The film festival circuit has taken another casualty amid the coronavirus (COVID-19) pandemic. Austin’s Fantastic Fest, a hugely popular genre festival that has been running for more than 15 years, announced that it is canceling its 2020 edition. However, Fantastic Fest has hopes that it can hold a virtual program to replace this year’s festival, and commit to a physical festival in 2021.
Fantastic Fest 2020 is canceled, the Austin-based genre festival announced in a blog post Wednesday. This would have been the 16th annual Fantastic Fest, which was originally slated to run from September 24 to October 1. While the festival is canceled rather than moved online, Fantastic Fest programmers still intend to schedule online gatherings during the original dates. Fantastic Fest said in a statement:
While the interactions that happen between, before and after films, interactions that make the festival “Fantastic” simply cannot be recreated through Zoom, and we therefore don’t believe a “virtual film festival” would capture the spirit of Fantastic Fest, we do still want to gather the Fantastic Fest community on our regular dates for an online event, a “Celebration of Fantastic Fest,” to reconnect and share an online experience.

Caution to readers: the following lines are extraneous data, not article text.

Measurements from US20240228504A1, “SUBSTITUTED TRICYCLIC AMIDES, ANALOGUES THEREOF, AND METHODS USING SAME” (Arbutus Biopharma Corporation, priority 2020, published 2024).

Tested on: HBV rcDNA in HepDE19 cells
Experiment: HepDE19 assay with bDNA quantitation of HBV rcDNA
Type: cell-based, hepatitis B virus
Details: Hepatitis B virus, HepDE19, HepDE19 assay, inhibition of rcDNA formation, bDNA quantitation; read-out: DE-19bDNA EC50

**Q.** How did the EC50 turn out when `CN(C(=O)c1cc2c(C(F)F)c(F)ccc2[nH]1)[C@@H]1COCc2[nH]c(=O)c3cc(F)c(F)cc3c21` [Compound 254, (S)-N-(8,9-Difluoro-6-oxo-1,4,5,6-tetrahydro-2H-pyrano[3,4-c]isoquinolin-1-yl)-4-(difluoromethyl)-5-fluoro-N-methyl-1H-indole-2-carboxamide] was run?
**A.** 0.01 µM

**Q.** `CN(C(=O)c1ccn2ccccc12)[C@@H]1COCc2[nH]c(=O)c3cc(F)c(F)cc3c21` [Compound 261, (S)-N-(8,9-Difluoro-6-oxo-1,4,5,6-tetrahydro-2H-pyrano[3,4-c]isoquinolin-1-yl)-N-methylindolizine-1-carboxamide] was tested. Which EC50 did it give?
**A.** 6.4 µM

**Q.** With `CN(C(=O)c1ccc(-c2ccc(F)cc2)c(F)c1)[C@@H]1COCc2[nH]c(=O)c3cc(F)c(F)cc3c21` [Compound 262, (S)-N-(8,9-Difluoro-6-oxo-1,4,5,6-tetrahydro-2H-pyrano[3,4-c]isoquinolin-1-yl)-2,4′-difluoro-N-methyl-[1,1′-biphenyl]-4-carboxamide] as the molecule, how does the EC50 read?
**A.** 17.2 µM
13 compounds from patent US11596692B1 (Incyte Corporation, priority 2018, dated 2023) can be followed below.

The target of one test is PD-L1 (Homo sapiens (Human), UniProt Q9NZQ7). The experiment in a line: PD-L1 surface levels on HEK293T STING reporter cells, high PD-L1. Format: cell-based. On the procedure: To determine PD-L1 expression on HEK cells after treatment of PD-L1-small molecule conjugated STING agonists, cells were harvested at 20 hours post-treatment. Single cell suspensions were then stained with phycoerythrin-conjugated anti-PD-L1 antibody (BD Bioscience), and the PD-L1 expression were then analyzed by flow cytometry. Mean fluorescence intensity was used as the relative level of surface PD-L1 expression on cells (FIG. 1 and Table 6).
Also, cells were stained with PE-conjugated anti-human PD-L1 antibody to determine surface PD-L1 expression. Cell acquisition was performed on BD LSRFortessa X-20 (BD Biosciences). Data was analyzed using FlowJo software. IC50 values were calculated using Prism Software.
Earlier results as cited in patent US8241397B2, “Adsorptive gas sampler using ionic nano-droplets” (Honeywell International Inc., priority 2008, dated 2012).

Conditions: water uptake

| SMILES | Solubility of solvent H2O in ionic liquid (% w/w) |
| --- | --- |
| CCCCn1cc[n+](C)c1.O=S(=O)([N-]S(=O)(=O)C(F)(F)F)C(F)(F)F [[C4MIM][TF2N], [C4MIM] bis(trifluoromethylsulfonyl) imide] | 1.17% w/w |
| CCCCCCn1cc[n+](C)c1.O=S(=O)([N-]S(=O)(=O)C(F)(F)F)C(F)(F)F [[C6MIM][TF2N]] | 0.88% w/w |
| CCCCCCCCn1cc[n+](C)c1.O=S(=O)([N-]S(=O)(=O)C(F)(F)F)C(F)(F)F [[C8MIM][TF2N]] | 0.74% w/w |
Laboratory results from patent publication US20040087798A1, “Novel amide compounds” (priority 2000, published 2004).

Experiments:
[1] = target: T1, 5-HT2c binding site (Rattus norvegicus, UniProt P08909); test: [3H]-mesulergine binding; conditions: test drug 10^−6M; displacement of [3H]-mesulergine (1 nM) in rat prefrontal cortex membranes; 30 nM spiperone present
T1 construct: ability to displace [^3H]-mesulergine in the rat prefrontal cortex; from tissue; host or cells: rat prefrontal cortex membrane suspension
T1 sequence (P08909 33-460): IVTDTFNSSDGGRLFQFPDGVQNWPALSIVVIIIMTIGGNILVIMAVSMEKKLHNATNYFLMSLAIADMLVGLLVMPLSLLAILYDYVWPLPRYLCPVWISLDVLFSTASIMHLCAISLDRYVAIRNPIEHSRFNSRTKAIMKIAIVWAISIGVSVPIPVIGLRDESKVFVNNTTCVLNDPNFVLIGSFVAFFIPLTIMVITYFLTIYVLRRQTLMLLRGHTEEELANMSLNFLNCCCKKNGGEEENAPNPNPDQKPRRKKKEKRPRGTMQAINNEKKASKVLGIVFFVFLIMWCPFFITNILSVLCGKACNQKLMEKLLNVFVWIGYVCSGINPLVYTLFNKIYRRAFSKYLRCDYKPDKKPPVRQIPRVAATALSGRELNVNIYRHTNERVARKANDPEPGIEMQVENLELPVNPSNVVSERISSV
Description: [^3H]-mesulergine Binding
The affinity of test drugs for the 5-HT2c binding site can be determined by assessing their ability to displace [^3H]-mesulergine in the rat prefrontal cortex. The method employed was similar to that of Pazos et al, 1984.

We’re currently in the lab working on a program of fun online gatherings and events for that celebration. Our goal will be to have a virtual event every night from September 24th through October 1st – shorts programs, 100 Best Kills, secret screenings, an online Fantastic Feud, other fun surprises, and a look back at some amazing films from Fantastic Fest history – for us all to interact and reunite. We aren’t ready to announce all the details, but we’ll be in touch in the weeks ahead.
The festival was founded in 2005 and has become a staple of Austin’s growing genre film community, as well as a hub for weird genre films in horror, science fiction, fantasy, and more. As it grew in influence in recent years, the festival would come to host premieres and screenings for films from high-profile directors like Bong Joon-ho’s The Host, Paul Thomas Anderson’s There Will Be Blood, Luca Guadagnino’s Suspiria, and others. Last year it hosted the U.S. premiere of Taika Waititi’s Oscar-winning Jojo Rabbit.
It’s unfortunate that genre lovers won’t be able to celebrate the buzziest niche films as usual at this year’s Fantastic Fest, but this cancelation is the best possible outcome at a time when coronavirus cases continue to surge in the U.S. As Fantastic Fest is one of the few major film festivals to take place in a single location, making a socially distanced version impossible, this cancelation makes sense.
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